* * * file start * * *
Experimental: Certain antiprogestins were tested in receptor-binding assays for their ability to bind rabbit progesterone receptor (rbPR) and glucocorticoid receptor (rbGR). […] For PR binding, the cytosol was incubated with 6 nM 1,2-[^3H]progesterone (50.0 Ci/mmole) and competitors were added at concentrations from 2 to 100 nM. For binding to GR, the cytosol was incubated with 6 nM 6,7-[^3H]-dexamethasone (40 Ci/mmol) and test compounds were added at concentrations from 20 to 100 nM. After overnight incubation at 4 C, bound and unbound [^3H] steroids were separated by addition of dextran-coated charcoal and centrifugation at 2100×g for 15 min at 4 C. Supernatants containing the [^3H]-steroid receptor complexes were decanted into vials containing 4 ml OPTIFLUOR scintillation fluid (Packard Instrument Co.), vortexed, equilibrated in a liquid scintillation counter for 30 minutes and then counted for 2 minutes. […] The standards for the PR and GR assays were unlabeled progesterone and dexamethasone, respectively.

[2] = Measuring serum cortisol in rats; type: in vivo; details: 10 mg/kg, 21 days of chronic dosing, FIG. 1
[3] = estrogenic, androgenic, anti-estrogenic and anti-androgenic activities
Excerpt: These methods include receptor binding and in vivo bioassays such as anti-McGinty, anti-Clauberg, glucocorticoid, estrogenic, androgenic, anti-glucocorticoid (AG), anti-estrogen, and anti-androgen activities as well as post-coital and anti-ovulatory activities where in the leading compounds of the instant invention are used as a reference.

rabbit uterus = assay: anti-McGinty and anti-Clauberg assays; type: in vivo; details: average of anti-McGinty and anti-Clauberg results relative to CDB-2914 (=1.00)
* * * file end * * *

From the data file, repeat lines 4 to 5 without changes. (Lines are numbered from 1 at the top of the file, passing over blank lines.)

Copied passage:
Excerpt: These methods include receptor binding and in vivo bioassays such as anti-McGinty, anti-Clauberg, glucocorticoid, estrogenic, androgenic, anti-glucocorticoid (AG), anti-estrogen, and anti-androgen activities as well as post-coital and anti-ovulatory activities where in the leading compounds of the instant invention are used as a reference.

rabbit uterus = assay: anti-McGinty and anti-Clauberg assays; type: in vivo; details: average of anti-McGinty and anti-Clauberg results relative to CDB-2914 (=1.00)